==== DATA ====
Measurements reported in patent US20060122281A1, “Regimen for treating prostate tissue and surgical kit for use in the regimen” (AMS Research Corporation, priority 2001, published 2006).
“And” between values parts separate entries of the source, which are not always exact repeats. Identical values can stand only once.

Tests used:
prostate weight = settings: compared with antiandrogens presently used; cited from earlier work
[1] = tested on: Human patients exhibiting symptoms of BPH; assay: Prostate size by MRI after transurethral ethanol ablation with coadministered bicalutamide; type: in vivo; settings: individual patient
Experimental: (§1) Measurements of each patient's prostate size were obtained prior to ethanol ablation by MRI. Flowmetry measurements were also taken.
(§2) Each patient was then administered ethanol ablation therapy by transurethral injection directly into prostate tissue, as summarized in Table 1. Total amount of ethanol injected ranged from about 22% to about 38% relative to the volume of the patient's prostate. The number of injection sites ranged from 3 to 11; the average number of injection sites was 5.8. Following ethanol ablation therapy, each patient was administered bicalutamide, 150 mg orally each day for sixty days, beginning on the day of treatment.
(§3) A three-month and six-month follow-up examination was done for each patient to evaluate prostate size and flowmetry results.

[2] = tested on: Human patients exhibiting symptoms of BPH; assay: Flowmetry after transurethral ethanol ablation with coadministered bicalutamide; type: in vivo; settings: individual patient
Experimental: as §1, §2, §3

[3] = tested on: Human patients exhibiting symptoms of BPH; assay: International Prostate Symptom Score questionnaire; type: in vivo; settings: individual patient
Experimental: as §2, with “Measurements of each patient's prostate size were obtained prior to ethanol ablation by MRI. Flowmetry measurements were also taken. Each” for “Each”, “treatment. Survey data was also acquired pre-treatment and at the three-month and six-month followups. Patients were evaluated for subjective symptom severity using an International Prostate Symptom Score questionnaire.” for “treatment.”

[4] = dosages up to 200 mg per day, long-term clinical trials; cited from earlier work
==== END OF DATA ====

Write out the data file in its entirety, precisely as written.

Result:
Measurements reported in patent US20060122281A1, “Regimen for treating prostate tissue and surgical kit for use in the regimen” (AMS Research Corporation, priority 2001, published 2006).
“And” between values parts separate entries of the source, which are not always exact repeats. Identical values can stand only once.

Tests used:
prostate weight = settings: compared with antiandrogens presently used; cited from earlier work
[1] = tested on: Human patients exhibiting symptoms of BPH; assay: Prostate size by MRI after transurethral ethanol ablation with coadministered bicalutamide; type: in vivo; settings: individual patient
Experimental: (§1) Measurements of each patient's prostate size were obtained prior to ethanol ablation by MRI. Flowmetry measurements were also taken.
(§2) Each patient was then administered ethanol ablation therapy by transurethral injection directly into prostate tissue, as summarized in Table 1. Total amount of ethanol injected ranged from about 22% to about 38% relative to the volume of the patient's prostate. The number of injection sites ranged from 3 to 11; the average number of injection sites was 5.8. Following ethanol ablation therapy, each patient was administered bicalutamide, 150 mg orally each day for sixty days, beginning on the day of treatment.
(§3) A three-month and six-month follow-up examination was done for each patient to evaluate prostate size and flowmetry results.

[2] = tested on: Human patients exhibiting symptoms of BPH; assay: Flowmetry after transurethral ethanol ablation with coadministered bicalutamide; type: in vivo; settings: individual patient
Experimental: as §1, §2, §3

[3] = tested on: Human patients exhibiting symptoms of BPH; assay: International Prostate Symptom Score questionnaire; type: in vivo; settings: individual patient
Experimental: as §2, with “Measurements of each patient's prostate size were obtained prior to ethanol ablation by MRI. Flowmetry measurements were also taken. Each” for “Each”, “treatment. Survey data was also acquired pre-treatment and at the three-month and six-month followups. Patients were evaluated for subjective symptom severity using an International Prostate Symptom Score questionnaire.” for “treatment.”

[4] = dosages up to 200 mg per day, long-term clinical trials; cited from earlier work